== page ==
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The proposed volume provides both fundamental and detailed information about the computational and computational-experimental studies which improve our knowledge of how leaving matter functions, the different properties of drugs (including the calculation and the design of new ones), and the creation of completely new ways of treating numerical diseases. Whenever it is possible, the interplay between theory and experiment is provided. The book features computational techniques such as quantum-chemical and molecular dynamic approaches and quantitative structure-activity relationships. The initial chapters describe the state-of-the art research on the computational investigations in molecular biology, molecular pharmacy, and molecular medicine performed with the use of pure quantum-chemical techniques. The central part of the book illustrates the status of computational techniques that utilize hybrid, so called QM/MM approximations as well as the results of the QSAR studies which now are the most popular in predicting drugs' efficiency. The last chapters describe combined computational and experimental investigations.
This edited volume is a definitive text on adaptive clinical trial designs from creation and customization to utilization. As this book covers the full spectrum of topics involved in the adaptive designs arena, it will serve as a valuable reference for researchers working in industry, government and academia. The target audience is anyone involved in the planning and execution of clinical trials, in particular, statisticians, clinicians, pharmacometricians, clinical operation specialists, drug supply managers, and infrastructure providers. In spite of the increased efficiency of adaptive trials in saving costs and time, ultimately getting drugs to patients sooner, their adoption in clinical development is still relatively low. One of the chief reasons is the higher complexity of adaptive design trials as compared to traditional trials. Barriers to the use of clinical trials with adaptive features include the concerns about the integrity of study design and conduct, the risk of regulatory non-acceptance, the need for an advanced infrastructure for complex randomization and clinical supply scenarios, change management for process and behavior modifications, extensive resource requirements for the planning and design of adaptive trials and the potential to relegate key decision makings to outside entities. There have been limited publications that address these practical considerations and recommend best practices and solutions. This book fills this publication gap, providing guidance on practical considerations for adaptive trial design and implementation. The book comprises three parts: Part I focuses on practical considerations from a design perspective, whereas Part II delineates practical considerations related to the implementation of adaptive trials. Putting it all together, Part III presents four illustrative case studies ranging from description and discussion of specific adaptive trial design considerations to the logistic and regulatory issues faced in trial implementation.
Bringing together the expertise of leading key opinion leaders from pharmaceutical industry, academia, and regulatory agencies, this book provides a balanced and comprehensive coverage of practical considerations for adaptive trial design and implementation.
This book addresses important biomaterials which are commonly used to fabricate scaffolds and it describes two major protocols employed in scaffold fabrication. Tissue engineering or regenerative medicine aims at restoring ex-novo tissues and organs whose functionality has been compromised as a consequence of diseases or traumatic events. The innovative concept underlying tissue engineering is the use of autologous cells, obtained from a biopsy of the patient. Cells are seeded on a porous scaffold which has the role of supporting and guiding cells towards the development of tissue-like structures as well as providing a platform for the delivery under controlled condition of growth factor release, etc. The successful manufacture of scaffolds for tissue engineering applications is crucial. In this book, these biomaterials are discussed. The book also covers illustrated examples, structure and properties of scaffolds, cellular interactions and drug delivery.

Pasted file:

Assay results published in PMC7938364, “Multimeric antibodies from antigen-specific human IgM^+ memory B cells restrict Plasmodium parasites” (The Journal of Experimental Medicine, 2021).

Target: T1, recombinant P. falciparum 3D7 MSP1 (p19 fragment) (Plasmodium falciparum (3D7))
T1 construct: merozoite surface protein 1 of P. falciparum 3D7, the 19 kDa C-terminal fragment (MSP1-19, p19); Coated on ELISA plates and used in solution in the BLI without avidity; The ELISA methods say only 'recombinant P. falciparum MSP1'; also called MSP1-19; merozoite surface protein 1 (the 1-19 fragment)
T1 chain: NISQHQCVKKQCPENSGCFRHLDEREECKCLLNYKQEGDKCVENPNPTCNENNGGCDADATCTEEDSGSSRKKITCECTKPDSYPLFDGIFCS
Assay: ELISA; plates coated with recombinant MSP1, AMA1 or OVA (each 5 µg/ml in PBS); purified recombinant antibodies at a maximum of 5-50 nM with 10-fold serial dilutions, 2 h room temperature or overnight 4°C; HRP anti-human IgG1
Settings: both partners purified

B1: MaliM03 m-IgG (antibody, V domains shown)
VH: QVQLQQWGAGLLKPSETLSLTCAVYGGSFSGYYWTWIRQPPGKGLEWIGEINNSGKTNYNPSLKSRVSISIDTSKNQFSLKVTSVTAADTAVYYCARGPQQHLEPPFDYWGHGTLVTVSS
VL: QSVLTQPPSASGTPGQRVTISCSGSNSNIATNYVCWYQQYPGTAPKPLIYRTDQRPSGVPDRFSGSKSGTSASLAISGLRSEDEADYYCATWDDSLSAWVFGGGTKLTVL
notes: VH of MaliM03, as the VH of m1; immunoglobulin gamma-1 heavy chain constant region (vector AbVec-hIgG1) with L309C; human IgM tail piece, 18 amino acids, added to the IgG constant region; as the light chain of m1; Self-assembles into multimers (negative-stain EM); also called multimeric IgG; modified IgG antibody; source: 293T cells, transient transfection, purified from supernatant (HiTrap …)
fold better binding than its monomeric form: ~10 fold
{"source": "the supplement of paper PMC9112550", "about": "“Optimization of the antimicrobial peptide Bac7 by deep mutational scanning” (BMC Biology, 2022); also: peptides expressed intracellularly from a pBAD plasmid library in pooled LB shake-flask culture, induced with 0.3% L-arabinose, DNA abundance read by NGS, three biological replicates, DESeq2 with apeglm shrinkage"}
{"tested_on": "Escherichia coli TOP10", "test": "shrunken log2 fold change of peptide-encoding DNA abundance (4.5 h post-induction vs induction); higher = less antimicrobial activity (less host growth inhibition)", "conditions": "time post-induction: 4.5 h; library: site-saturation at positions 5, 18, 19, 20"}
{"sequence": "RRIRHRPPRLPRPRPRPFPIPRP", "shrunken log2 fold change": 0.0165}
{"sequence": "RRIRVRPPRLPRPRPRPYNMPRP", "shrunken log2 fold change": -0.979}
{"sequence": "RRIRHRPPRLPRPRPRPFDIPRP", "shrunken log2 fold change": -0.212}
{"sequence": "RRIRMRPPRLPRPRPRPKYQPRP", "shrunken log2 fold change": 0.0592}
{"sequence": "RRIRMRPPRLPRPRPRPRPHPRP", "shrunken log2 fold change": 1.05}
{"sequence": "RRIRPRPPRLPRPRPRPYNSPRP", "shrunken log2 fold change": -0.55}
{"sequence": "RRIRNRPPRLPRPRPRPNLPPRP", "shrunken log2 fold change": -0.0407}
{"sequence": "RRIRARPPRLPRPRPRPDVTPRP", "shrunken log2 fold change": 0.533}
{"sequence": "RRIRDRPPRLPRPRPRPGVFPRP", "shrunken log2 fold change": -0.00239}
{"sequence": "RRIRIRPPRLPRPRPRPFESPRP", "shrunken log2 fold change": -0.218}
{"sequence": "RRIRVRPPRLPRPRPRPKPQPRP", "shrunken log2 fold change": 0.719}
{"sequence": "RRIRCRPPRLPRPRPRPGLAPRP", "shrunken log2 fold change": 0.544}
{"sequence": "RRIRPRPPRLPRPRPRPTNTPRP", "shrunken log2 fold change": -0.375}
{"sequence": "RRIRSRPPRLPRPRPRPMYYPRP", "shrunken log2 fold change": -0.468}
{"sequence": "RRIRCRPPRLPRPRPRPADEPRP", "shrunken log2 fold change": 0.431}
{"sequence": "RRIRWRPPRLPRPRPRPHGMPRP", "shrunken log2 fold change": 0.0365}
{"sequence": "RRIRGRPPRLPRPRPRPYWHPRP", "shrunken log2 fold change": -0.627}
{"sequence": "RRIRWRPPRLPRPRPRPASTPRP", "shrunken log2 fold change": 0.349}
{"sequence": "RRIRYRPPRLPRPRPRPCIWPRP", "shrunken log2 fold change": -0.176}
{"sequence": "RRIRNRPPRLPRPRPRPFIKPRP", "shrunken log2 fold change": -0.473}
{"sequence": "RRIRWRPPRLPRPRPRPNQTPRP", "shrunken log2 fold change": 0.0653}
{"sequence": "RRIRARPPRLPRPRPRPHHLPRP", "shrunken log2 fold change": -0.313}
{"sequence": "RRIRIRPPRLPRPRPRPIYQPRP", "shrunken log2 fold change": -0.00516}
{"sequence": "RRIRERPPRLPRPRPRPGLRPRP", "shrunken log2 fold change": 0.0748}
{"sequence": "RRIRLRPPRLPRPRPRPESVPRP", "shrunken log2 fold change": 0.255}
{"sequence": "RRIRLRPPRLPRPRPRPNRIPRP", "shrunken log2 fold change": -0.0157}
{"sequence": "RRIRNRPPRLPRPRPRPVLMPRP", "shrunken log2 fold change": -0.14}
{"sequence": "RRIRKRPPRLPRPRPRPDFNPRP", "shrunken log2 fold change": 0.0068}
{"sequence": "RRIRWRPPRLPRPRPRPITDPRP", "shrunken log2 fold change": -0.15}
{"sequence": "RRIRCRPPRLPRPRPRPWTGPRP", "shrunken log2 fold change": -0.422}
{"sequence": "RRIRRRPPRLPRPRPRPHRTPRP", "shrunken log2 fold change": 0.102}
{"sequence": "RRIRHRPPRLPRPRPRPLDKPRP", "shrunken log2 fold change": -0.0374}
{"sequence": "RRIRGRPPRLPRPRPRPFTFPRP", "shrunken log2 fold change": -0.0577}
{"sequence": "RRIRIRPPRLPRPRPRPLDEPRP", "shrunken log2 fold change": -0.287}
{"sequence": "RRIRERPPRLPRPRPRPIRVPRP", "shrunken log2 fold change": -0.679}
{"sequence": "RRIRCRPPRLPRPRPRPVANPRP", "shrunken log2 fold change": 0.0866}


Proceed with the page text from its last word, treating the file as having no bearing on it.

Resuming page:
This book, for the first time, comprehensively assembles and analyzes a large body of information on the role of the fundamental mechanism of the protein biosynthesis pathway, translation, in cancer biology. It systematically explores the function of the translation machinery and its regulation, including cell signaling, in the development, maintenance and progression of human cancer. The work presented here unveils the tremendous potential and applications of this vast and exciting branch of genetic, biochemical and molecular science in cancer medicine and drug development.
Chapters contributed by experts in the field take the reader on a journey that starts with a dissection of the translation machinery and its regulation in norm and cancer. Later chapters characterize etiological and pathogenetic roles that translation plays in specific cancer types. Various aspects of diagnostic, prognostic and therapeutic significance of the translation machinery and its control in cancer are discussed. Readers will discover the importance of the process of translation and its regulatory mechanisms in physiology and cancer biology.
The chapters and the numerous illustrations included here were contributed by expert scientists and clinicians from renowned academic and clinical establishments in Canada, the United States of America, the United Kingdom, Italy, France, Belgium, Spain, Germany and Australia.
The book conveys information and knowledge that may interest a broad range of students and scholars ranging from basic scientists to clinicians and drug developers seeking to better understand the protein synthesis and its aberrations in cancer biology and cancer medicine.